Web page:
Rising costs sees Brits worse off

A study for Ernst & Young has concluded that the average household has ten per cent less disposable income than in 2001 due to rising debt, bills and taxes.

“Increases in average mortgage payments, coupled with rising fuel prices and massive hikes in utility prices, continue to squeeze the typical UK household,” said Tim Sleep, director of retail at Ernst & Young.

He believes that people are now “shackled” by these increases in monthly outgoings which have left households with £82 per month less in disposable income than five years ago.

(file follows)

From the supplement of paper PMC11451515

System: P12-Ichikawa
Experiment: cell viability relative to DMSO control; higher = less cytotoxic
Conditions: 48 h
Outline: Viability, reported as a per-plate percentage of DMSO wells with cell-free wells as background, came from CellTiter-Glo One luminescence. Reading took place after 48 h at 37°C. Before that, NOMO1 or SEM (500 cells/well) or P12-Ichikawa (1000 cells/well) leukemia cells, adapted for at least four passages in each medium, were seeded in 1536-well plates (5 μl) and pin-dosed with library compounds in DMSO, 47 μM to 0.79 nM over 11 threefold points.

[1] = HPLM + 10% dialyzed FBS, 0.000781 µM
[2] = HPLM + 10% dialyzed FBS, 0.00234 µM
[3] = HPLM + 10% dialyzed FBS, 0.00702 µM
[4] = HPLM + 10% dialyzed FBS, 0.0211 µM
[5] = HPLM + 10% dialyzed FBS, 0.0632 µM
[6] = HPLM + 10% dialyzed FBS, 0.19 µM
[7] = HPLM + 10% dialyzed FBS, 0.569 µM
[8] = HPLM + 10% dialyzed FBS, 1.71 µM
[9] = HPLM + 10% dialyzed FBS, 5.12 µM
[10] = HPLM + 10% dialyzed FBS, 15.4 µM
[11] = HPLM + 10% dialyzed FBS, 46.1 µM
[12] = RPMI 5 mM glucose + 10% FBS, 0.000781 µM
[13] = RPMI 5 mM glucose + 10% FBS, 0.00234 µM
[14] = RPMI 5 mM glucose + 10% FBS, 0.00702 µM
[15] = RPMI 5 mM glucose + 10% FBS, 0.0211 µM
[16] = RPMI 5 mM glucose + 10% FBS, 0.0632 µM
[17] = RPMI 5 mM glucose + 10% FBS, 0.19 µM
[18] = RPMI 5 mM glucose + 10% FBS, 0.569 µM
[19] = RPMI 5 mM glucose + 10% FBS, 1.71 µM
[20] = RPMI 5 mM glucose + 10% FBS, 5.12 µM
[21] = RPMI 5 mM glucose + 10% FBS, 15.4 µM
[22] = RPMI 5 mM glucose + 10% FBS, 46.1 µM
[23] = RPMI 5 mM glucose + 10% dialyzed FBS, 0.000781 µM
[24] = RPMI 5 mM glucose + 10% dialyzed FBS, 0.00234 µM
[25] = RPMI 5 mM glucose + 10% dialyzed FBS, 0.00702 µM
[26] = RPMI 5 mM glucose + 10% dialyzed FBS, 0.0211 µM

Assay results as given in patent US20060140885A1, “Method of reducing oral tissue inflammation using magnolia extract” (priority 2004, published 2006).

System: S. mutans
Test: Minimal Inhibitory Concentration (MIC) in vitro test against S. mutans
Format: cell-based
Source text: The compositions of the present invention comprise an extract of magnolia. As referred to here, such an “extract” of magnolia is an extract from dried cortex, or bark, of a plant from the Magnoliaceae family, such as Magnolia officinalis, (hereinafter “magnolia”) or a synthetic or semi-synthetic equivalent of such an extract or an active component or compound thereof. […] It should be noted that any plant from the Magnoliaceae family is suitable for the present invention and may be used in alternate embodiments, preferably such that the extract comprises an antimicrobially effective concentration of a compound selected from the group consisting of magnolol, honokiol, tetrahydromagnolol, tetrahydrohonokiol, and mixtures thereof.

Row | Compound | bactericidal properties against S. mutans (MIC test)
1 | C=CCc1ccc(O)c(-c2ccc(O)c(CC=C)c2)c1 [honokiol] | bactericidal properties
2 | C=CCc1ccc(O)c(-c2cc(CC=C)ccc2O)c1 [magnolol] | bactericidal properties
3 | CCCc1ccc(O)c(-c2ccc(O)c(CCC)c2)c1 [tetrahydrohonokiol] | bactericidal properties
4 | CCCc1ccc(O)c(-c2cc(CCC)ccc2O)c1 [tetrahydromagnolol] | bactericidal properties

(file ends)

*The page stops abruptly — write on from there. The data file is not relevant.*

With debt payments alone £20 higher on average than in 2001, more and more Britons are seeing themselves worse off as the cost of living increases.

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